|2010||RuPaul's Drag Race||Herself||Episode: "The Diva Awards"|
|2011||Ryan and Tatum: The O'Neals||Herself|
|2015||Hell's Kitchen||Herself||Episode: "6 Chefs Compete"|
|2017||Criminal Minds||Miranda White||Episode: "Assistance Is Futile"|
|2018||Runaway Romance||Veronica Adson||TV movie|
- "Tatum O'Neal Biography (1963-)". FilmReference.com. Retrieved May 27, 2015.
- "Tatum O'Neal Biography: Actress (1963–)". Biography.com (FYI / A&E Networks). Archived from the original on April 25, 2015. Retrieved May 27, 2015.
Tatum O'Neal became the youngest winner of a competitive Academy Award in 1974, at age 10, receiving the best supporting actress honor for her work in 1973's Paper Moon.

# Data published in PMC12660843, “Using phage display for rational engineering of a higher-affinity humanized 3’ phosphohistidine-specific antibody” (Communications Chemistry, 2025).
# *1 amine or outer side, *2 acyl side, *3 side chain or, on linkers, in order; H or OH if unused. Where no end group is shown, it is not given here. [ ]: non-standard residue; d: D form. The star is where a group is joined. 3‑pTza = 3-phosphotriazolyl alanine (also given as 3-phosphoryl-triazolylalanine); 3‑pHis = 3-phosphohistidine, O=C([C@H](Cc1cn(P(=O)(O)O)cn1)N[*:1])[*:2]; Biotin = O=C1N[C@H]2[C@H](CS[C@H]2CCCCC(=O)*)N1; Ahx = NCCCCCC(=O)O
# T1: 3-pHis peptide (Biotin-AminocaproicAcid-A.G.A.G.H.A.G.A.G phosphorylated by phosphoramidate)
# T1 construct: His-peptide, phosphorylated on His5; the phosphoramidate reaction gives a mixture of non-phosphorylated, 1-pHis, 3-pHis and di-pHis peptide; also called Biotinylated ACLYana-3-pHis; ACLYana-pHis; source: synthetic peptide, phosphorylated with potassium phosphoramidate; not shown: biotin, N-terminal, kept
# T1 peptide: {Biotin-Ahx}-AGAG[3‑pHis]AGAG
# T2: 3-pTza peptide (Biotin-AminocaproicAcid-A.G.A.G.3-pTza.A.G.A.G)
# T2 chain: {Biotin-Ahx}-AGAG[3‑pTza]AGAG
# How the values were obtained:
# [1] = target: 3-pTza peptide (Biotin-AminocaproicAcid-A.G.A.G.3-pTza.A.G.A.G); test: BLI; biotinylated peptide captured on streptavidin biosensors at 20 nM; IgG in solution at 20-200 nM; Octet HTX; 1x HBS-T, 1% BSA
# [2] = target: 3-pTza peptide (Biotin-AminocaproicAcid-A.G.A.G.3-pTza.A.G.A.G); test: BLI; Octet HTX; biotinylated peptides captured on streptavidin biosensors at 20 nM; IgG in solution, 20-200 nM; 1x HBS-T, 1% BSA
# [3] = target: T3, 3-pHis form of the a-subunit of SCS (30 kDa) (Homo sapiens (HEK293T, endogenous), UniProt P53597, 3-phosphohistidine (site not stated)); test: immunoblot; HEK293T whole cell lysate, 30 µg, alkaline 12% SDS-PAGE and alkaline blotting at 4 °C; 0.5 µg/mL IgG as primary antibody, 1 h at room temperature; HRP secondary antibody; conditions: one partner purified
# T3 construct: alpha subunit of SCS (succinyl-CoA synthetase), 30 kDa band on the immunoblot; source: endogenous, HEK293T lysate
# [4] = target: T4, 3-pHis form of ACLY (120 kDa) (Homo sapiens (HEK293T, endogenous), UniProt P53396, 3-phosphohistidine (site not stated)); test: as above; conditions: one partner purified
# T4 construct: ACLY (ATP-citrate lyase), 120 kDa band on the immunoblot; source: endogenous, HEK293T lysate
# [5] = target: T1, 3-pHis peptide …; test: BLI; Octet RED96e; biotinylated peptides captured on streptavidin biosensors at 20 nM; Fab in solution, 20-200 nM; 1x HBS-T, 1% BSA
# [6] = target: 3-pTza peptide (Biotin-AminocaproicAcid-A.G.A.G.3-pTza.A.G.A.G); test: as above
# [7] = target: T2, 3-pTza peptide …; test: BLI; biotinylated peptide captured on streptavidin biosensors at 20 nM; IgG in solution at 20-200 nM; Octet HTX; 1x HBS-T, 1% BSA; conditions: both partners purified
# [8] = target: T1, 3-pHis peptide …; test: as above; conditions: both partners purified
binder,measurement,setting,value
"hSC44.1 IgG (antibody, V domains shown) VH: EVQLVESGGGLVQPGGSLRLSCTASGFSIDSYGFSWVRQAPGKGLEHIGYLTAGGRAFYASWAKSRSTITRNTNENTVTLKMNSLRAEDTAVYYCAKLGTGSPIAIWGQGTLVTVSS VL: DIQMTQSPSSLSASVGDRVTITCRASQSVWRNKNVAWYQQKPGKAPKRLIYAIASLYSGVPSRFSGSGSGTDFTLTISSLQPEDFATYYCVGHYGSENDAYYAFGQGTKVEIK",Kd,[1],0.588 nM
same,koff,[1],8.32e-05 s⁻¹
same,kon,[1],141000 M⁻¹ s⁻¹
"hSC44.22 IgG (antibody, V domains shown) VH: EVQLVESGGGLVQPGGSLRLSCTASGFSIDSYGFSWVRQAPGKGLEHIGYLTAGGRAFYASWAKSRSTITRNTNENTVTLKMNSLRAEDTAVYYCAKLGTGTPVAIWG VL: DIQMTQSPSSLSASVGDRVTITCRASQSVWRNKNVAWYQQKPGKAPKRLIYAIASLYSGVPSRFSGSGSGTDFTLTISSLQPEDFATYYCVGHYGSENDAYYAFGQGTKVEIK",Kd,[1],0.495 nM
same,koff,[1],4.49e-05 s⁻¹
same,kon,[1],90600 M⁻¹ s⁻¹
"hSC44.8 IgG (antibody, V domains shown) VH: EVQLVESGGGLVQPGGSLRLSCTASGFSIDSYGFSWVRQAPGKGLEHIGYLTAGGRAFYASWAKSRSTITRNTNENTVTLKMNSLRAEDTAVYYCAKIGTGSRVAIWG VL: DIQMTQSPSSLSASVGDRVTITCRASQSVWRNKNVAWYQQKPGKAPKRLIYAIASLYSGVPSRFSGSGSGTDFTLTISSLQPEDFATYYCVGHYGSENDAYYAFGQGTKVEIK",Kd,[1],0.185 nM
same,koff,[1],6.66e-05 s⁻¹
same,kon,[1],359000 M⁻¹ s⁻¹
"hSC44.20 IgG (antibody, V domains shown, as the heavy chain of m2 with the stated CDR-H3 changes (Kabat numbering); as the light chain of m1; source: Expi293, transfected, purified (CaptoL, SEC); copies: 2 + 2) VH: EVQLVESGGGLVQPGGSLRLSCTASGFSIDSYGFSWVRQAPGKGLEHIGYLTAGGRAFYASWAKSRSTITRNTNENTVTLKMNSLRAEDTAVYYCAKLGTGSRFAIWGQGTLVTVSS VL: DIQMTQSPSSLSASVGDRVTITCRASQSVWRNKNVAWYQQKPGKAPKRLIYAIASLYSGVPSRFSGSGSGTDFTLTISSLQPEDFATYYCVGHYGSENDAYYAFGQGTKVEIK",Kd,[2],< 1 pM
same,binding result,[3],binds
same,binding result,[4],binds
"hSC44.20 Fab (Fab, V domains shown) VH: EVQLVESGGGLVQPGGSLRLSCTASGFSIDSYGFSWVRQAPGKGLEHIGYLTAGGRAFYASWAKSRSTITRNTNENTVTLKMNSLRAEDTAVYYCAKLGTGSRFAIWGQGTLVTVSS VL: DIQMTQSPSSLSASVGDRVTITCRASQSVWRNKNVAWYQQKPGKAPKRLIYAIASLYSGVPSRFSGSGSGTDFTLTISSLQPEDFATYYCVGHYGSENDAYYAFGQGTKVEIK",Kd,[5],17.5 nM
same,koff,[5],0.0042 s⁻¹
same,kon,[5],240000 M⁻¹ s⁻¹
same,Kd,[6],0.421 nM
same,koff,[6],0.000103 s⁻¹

- Profile, familysearch.org; accessed June 22, 2014.
- "The 46th Academy Awards: 1974". Academy of Motion Picture Arts and Sciences. Archived from the original on March 15, 2015. Retrieved May 27, 2015.
- Scott, Vernon (May 22, 1973). "Tatum is a natural star". Montreal Gazette. UPI. p. 24.
- "Paper Moon being filmed". Windsor Star. October 13, 1972. p. 15.
- Scott, Bill (November 16, 1972). "Inclement weather presents problem to movie makers". St. Joseph News-Press. p. 6A.
- "Ashley Benson: Learning New Things". myLifetime.com. Archived from the original on July 31, 2010. Retrieved September 4, 2010.
- "Fact Checking "Michael Jackson's Secret World" by Martin Bashir « Vindicating Michael". Vindicatemj.wordpress.com. 28 April 2011. Retrieved 2012-11-07.